mBio® is an open access online journal published by the American Society for Microbiology to make microbiology research broadly accessible. The focus of the journal is on rapid publication of cutting-edge research spanning the entire spectrum of microbiology and related fields. It can be found online at http://mbio.asm.org.
The American Society for Microbiology is the largest single life science society, composed of over 39,000 scientists and health professionals. ASM's mission is to advance the microbiological sciences as a vehicle for understanding life processes and to apply and communicate this knowledge for the improvement of health and environmental and economic well-being worldwide.
Jim Sliwa | EurekAlert!
Colorectal cancer risk factors decrypted
13.07.2018 | Max-Planck-Institut für Stoffwechselforschung
Algae Have Land Genes
13.07.2018 | Julius-Maximilians-Universität Würzburg
For the first time ever, scientists have determined the cosmic origin of highest-energy neutrinos. A research group led by IceCube scientist Elisa Resconi, spokesperson of the Collaborative Research Center SFB1258 at the Technical University of Munich (TUM), provides an important piece of evidence that the particles detected by the IceCube neutrino telescope at the South Pole originate from a galaxy four billion light-years away from Earth.
To rule out other origins with certainty, the team led by neutrino physicist Elisa Resconi from the Technical University of Munich and multi-wavelength...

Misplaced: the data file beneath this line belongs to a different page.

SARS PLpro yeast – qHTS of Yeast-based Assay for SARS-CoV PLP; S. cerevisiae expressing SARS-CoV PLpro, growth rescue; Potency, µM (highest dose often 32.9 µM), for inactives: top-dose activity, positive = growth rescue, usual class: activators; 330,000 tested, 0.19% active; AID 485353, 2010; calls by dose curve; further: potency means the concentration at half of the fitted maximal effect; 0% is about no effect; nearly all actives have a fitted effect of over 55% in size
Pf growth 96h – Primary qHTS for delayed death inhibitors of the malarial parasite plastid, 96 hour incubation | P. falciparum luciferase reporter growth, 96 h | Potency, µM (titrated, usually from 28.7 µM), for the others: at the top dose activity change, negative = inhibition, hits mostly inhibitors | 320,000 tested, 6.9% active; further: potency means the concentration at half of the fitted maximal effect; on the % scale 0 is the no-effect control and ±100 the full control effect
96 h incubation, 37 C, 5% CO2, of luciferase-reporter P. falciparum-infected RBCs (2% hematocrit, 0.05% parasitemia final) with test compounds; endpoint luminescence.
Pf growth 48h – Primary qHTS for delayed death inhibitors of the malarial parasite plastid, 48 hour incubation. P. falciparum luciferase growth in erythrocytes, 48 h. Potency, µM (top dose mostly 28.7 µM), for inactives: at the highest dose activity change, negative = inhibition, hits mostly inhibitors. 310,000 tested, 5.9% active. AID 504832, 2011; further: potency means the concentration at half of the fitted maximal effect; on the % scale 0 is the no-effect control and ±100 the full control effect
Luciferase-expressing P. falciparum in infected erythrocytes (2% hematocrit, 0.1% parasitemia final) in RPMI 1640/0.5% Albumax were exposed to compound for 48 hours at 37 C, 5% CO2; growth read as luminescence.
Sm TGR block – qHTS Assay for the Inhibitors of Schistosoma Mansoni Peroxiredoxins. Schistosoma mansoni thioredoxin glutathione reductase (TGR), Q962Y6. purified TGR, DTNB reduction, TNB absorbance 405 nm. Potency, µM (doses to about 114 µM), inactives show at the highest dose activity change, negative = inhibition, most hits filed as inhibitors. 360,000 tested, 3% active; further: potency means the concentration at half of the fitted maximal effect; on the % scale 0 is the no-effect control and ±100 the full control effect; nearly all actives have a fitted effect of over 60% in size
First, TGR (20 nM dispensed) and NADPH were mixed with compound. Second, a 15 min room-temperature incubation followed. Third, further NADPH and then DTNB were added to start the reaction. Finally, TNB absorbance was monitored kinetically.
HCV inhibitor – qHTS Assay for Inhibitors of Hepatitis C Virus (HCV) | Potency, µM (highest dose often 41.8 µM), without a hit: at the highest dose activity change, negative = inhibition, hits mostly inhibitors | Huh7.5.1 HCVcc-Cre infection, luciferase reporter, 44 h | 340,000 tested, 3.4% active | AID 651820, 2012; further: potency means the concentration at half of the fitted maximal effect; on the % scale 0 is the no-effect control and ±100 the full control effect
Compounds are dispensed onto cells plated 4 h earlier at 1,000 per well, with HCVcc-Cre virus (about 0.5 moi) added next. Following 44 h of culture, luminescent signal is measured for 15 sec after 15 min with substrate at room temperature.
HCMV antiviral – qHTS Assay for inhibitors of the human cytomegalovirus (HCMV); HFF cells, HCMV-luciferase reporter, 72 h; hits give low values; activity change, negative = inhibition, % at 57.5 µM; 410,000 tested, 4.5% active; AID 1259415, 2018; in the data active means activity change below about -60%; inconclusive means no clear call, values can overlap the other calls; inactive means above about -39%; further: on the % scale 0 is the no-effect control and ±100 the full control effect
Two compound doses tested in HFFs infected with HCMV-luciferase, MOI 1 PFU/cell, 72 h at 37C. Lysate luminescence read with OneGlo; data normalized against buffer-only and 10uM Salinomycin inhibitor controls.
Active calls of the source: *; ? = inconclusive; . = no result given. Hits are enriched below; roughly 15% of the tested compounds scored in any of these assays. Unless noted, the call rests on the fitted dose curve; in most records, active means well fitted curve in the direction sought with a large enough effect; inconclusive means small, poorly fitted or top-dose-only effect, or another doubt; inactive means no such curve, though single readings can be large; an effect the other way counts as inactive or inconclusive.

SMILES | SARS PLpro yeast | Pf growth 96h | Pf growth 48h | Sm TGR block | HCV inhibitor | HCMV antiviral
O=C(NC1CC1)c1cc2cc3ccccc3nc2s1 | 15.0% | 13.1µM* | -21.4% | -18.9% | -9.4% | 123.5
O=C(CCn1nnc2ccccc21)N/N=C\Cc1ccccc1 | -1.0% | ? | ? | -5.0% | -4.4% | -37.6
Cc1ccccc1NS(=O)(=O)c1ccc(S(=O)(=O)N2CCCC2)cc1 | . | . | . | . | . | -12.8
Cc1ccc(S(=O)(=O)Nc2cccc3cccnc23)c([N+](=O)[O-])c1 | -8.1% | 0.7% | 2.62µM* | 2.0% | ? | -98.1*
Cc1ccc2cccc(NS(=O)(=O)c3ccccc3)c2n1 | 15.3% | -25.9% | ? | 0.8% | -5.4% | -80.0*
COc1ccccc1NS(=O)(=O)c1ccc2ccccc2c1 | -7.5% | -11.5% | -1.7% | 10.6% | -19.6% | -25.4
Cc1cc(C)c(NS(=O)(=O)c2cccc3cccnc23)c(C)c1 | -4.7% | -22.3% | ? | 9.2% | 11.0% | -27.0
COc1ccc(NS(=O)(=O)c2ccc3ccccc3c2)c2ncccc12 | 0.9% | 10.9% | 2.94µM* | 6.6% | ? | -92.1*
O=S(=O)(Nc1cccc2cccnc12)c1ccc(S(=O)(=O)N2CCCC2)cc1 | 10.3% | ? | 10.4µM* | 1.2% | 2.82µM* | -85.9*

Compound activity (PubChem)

For the first time a team of researchers have discovered two different phases of magnetic skyrmions in a single material. Physicists of the Technical Universities of Munich and Dresden and the University of Cologne can now better study and understand the properties of these magnetic structures, which are important for both basic research and applications.
Whirlpools are an everyday experience in a bath tub: When the water is drained a circular vortex is formed. Typically, such whirls are rather stable. Similar...
Physicists working with Roland Wester at the University of Innsbruck have investigated if and how chemical reactions can be influenced by targeted vibrational excitation of the reactants. They were able to demonstrate that excitation with a laser beam does not affect the efficiency of a chemical exchange reaction and that the excited molecular group acts only as a spectator in the reaction.
A frequently used reaction in organic chemistry is nucleophilic substitution. It plays, for example, an important role in in the synthesis of new chemical...
Optical spectroscopy allows investigating the energy structure and dynamic properties of complex quantum systems. Researchers from the University of Würzburg present two new approaches of coherent two-dimensional spectroscopy.
"Put an excitation into the system and observe how it evolves." According to physicist Professor Tobias Brixner, this is the credo of optical spectroscopy....
Ultra-short, high-intensity X-ray flashes open the door to the foundations of chemical reactions. Free-electron lasers generate these kinds of pulses, but there is a catch: the pulses vary in duration and energy. An international research team has now presented a solution: Using a ring of 16 detectors and a circularly polarized laser beam, they can determine both factors with attosecond accuracy.
Free-electron lasers (FELs) generate extremely short and intense X-ray flashes. Researchers can use these flashes to resolve structures with diameters on the...
13.07.2018 | Event News
12.07.2018 | Event News
03.07.2018 | Event News
13.07.2018 | Event News
13.07.2018 | Materials Sciences
13.07.2018 | Life Sciences